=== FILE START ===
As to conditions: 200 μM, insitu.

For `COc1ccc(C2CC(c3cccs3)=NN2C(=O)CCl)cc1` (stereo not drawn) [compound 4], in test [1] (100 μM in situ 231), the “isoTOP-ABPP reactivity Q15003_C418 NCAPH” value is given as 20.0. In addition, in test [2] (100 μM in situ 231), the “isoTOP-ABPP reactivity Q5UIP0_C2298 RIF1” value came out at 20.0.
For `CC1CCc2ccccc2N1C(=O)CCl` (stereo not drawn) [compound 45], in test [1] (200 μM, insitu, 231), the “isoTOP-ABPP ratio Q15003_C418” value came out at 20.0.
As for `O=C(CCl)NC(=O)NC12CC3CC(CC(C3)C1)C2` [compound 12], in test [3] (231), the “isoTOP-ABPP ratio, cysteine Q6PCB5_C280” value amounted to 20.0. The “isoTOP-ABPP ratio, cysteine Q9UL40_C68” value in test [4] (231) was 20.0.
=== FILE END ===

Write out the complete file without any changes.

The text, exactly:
As to conditions: 200 μM, insitu.

For `COc1ccc(C2CC(c3cccs3)=NN2C(=O)CCl)cc1` (stereo not drawn) [compound 4], in test [1] (100 μM in situ 231), the “isoTOP-ABPP reactivity Q15003_C418 NCAPH” value is given as 20.0. In addition, in test [2] (100 μM in situ 231), the “isoTOP-ABPP reactivity Q5UIP0_C2298 RIF1” value came out at 20.0.
For `CC1CCc2ccccc2N1C(=O)CCl` (stereo not drawn) [compound 45], in test [1] (200 μM, insitu, 231), the “isoTOP-ABPP ratio Q15003_C418” value came out at 20.0.
As for `O=C(CCl)NC(=O)NC12CC3CC(CC(C3)C1)C2` [compound 12], in test [3] (231), the “isoTOP-ABPP ratio, cysteine Q6PCB5_C280” value amounted to 20.0. The “isoTOP-ABPP ratio, cysteine Q9UL40_C68” value in test [4] (231) was 20.0.